Thanks for the advice. I'm glad to say Charlie is cheering up a little, but
still won't come to see us. Harvey however is really friendly, and eats all
the time. He's now MUCH bigger than his brother, but perhaps Charlie is
just a smaller rat? He was smaller when we bought him.
I would love to have the cage downstairs, but our 3 marauding cats would
probably think I'd brought them a present! We keep the door locked to Sam's
bedroom, to avoid mishaps! But we do go in there a lot - Sam is 14 so
spends a fair amount of time in her room.
I am still persevering with little Charlie, and hopefully he'll eventually
forgive us for his fright on the first day. He was tempted by a small piece
of weetabix today, but his brother stole it from him eventually! (which is
why he's a much bigger boy - he keeps eating all the food!)
Thanks again, and I'll give it a try and let you know.
> Some rats are naturally more timid than others, just like some people.
> are usually very good at getting over trauma. Food is the key
> Instead of just leaving a full food dish in their cage all the time
> you have to leave them for any length of time), feed them 4 times a day by
> hand. Put your hand next to Charlie's bedroom door (rats like to have a
> they can sleep in - tissue boxes work well) and wait patiently. If
> won't take normal food from your hand then try a few treats. Possibles
> ripe banana, cooked carrot, broccoli, cooked or raw, fruit yoghurt on your
> finger but no chocolate, sweet stuff or lettuce: these are keenly eaten
> are really bad for them. Only give really tiny bits of this food each
> so he really has to work for it. Once you have got him to take a bit of
> food then you can hold your hand a bit further away so he has to reach out
> of his den to get to you. If he won't eat this way then you will have to
> simply have to wait for two days, putting the bowl back in the cage and
> again then. Rats get bolder as they get older. Male rats tend to be more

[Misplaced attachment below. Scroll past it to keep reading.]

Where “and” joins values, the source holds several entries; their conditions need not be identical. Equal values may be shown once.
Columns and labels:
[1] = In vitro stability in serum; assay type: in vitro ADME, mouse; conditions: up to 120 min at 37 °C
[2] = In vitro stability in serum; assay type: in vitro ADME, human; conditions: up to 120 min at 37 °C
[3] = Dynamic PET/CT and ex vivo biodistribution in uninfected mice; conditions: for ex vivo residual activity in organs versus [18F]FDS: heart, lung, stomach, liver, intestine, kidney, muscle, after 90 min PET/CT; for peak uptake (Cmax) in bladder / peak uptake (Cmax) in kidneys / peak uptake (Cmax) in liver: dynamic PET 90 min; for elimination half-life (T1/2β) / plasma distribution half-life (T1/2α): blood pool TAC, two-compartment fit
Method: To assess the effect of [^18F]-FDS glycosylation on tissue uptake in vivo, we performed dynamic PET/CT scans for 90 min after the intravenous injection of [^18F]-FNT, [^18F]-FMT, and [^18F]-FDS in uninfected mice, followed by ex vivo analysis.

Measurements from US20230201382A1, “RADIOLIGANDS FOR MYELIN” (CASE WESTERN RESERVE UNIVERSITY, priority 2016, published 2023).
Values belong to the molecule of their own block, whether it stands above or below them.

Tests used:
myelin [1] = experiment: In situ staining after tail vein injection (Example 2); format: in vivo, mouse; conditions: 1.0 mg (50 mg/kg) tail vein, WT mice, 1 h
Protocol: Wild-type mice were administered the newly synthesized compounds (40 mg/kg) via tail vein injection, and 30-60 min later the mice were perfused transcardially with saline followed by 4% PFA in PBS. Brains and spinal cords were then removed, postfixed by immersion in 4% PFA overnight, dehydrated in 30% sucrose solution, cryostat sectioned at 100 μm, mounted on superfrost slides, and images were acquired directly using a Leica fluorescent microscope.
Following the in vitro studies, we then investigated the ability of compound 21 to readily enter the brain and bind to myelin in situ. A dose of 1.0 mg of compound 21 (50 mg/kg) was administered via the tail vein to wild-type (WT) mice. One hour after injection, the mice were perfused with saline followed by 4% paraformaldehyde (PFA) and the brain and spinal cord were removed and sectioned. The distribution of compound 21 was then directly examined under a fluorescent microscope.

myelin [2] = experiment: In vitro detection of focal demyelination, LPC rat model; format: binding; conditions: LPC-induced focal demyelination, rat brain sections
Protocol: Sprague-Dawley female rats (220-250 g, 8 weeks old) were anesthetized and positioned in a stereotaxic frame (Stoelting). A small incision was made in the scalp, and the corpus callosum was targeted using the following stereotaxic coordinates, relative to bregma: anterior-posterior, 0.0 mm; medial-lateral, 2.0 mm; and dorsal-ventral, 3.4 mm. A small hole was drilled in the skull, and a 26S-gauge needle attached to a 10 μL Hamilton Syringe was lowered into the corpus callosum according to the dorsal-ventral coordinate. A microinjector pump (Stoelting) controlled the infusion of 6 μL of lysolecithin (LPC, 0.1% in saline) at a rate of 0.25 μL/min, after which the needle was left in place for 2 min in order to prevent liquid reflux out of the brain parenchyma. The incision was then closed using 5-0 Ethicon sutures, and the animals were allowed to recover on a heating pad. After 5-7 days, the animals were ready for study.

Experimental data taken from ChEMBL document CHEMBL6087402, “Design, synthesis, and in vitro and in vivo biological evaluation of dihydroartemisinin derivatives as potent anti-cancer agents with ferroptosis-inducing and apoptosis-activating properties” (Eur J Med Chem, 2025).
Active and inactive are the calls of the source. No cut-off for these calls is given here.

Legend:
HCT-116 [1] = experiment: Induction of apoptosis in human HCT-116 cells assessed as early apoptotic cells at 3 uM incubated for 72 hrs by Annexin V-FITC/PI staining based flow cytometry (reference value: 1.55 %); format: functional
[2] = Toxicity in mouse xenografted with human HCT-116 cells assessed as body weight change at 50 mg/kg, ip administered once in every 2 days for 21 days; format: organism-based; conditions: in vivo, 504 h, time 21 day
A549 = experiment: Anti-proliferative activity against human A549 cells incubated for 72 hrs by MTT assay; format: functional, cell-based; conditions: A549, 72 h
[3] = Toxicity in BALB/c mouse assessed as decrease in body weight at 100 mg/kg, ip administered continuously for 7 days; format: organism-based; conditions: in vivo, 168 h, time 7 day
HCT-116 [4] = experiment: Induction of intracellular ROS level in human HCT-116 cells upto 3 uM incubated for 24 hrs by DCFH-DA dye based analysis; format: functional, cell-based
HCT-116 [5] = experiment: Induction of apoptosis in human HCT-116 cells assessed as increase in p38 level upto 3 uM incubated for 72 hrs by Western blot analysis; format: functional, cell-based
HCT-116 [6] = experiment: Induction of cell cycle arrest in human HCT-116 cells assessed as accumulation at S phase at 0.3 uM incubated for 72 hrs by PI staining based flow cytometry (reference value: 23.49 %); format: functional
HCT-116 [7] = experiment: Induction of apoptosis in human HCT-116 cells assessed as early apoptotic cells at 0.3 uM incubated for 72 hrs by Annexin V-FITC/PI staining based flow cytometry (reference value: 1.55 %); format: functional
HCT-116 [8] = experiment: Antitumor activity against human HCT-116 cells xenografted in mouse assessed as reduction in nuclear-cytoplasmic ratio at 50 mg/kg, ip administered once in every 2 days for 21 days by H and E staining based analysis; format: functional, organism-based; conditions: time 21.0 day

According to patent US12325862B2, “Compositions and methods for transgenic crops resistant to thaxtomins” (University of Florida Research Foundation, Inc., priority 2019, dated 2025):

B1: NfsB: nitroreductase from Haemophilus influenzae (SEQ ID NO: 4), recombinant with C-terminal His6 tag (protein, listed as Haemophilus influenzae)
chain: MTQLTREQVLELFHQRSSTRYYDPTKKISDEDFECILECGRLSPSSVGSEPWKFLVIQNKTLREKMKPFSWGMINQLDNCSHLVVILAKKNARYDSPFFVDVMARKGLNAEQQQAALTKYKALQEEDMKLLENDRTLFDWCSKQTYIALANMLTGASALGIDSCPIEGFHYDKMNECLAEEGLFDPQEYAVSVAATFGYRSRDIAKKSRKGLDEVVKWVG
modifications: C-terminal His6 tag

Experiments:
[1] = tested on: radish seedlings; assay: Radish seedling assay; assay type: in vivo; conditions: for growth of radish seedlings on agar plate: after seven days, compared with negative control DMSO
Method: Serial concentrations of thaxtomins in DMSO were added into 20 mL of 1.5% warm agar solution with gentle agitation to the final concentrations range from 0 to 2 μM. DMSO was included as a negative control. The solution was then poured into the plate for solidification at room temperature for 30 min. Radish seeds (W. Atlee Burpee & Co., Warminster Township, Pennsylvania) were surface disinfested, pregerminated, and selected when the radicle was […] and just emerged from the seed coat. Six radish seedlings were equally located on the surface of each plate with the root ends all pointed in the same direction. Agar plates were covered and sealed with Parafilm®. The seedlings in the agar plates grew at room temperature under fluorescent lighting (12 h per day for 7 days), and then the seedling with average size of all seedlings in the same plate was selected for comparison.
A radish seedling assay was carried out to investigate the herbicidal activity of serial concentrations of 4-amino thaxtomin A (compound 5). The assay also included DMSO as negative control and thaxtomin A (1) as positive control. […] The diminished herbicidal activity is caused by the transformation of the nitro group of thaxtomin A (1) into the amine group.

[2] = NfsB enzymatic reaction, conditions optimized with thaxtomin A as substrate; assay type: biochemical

> laid back that females. If Charlie gets used to taking food from your
> then you can get him out when a meal is due and give him food treats on
> knee. If your daughter is very young or quick moving, you may have to do
> this yourself the first few times.
> Ensure the room is kept quiet during this, although it should normally
> the usual household noises in it.
> And that reminds me, if the cage is usually kept in a bedroom or shed,
> it into the room you are usually in. The rats will soon get used to the
> noises you make and seeing you move around and they can hide in their dens
> if it worries them. But they will be far less nervous if you do this.
> can always put the cage back in the bedroom when they are tame enough to
> spend lots of time out of their cage and on your shoulder.
> > Thanks for the link - a great site which I enjoyed a lot.
> > Poor little Charlie is still really nervous, but Harvey is much bolder,
> >***ing and nibbling our hands. I just hope that our scent on Harvey
> > encourage Charlie to join in. He is also much smaller than his brother,
> > he just looks sort of sad. I just want to pick him up and reassure him,
> > he won't let me!!
> > Claire
> > > On Mon, 8 Nov 1999 00:02:15 -0000, "Claire Cook"
> > > Hello, sorry about your little mishap. I'm also a new rat owner, and
> > > I found a site that may help you, goto
> > > http://www.moonsgarden.com/;It has an article about
> > > what to do if your rat gets loose and is scared. Hope this helps!
> > > Ozzfreak
> > > >Hi
> > > >I'm a very new rat owner - I bought two baby boys on Saturday,
> > > >for my daughter but I'm just as fascinated as she is! We've had
> > > >before, but decided to branch out into rats, as it were!
> > > >However disaster struck that evening - one of the babies escaped from
> > > >cage while we were having a look at it, and disappeared behind the
> > wardrobe!
> > > >Daughter was distraught, and I wasn't too happy either! Two and a
> > > >hours (and a wrecked bedroom) later we managed to scoop him up and
> > him
> > > >back with his bewildered brother.
> > > >My problem now is that Charlie (the escapee) is now extremely
> > > >Harvey (his brother) is becoming inquisitive and coming towards us
> > we
> > > >come to the cage, but Charlie hides whenever we are there. We want
> > show
> > > >him that we mean well, and don't want to frighten him, but I'm afraid
> > that
> > > >his bad experience has put him off us.
> > > >What can we do to coax him out, and start becoming friends with us?
> > > >Any ideas?
> > > >Thanks, Claire